Interest rates are going higher so let’s just address it now: this is unequivocally good news.
It’s good news because now you can open your monthly checking and saving account statement and see that you actually earned something.
It’s good news because investors in fixed income assets aren’t having to stretch their credit standards to get a decent yield.
It’s good news because those approaching retirement can feel better about their fixed income allocation, knowing they can reinvest maturities at attractive rates.
As rates hit their low in July 2016, a 2-year U.S. Treasury Note could be bought to earn a yield of 0.75%. It is easy to recall why fixed income investors would constantly question their involvement in the asset class. Today, a newly issued 2-year U.S. Treasury Note can be bought to earn a yield of 2.83%, almost 4x more than before.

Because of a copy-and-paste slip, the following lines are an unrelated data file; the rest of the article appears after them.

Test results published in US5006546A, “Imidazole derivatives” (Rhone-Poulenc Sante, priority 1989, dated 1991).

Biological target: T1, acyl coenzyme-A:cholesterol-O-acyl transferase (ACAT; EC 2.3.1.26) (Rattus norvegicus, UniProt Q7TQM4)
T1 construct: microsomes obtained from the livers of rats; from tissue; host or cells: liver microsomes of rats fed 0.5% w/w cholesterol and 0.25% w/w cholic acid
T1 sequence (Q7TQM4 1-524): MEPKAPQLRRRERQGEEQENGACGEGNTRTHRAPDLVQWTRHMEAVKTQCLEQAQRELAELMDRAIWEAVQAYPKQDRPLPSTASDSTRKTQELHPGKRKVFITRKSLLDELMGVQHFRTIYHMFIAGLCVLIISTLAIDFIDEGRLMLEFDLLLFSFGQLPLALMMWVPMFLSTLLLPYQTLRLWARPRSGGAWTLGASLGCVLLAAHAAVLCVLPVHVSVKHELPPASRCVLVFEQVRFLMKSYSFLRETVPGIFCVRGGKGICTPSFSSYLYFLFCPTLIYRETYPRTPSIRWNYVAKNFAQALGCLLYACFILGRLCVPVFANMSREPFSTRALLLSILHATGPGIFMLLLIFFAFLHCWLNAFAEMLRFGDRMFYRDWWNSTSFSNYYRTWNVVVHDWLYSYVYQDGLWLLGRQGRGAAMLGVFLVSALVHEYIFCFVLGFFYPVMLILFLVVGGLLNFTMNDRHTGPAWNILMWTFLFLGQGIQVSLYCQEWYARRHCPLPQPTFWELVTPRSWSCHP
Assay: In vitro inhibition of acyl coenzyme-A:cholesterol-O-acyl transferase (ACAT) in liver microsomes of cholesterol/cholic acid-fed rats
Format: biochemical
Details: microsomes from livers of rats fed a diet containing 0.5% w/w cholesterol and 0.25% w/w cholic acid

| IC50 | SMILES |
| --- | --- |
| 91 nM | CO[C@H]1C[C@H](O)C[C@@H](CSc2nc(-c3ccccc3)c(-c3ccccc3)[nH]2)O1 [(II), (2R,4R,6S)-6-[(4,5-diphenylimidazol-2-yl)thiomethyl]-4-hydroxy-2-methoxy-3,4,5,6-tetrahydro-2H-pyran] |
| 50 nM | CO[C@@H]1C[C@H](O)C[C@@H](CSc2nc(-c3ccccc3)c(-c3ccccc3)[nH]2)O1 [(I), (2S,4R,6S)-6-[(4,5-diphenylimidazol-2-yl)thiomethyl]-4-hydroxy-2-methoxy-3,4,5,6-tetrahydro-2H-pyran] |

It is the same in the municipal bond market. Two years ago, a 2-year AA General Obligation note could be bought to earn a tax free yield of 0.62%. Today, that same number is 1.96%, or more than 3x greater. If you are in the top tax bracket of 37%, that works out to a tax-effected yield of 3.10%. These are meaningful increases.
Going from the historically low rates that followed the recession to something more ‘normal’ was the monetary policy plan all along. It has taken a long time, but this is the ‘normal’ we have been expecting.
This post is not meant to be a recommendation to buy or to sell securities nor an offer to buy or sell securities.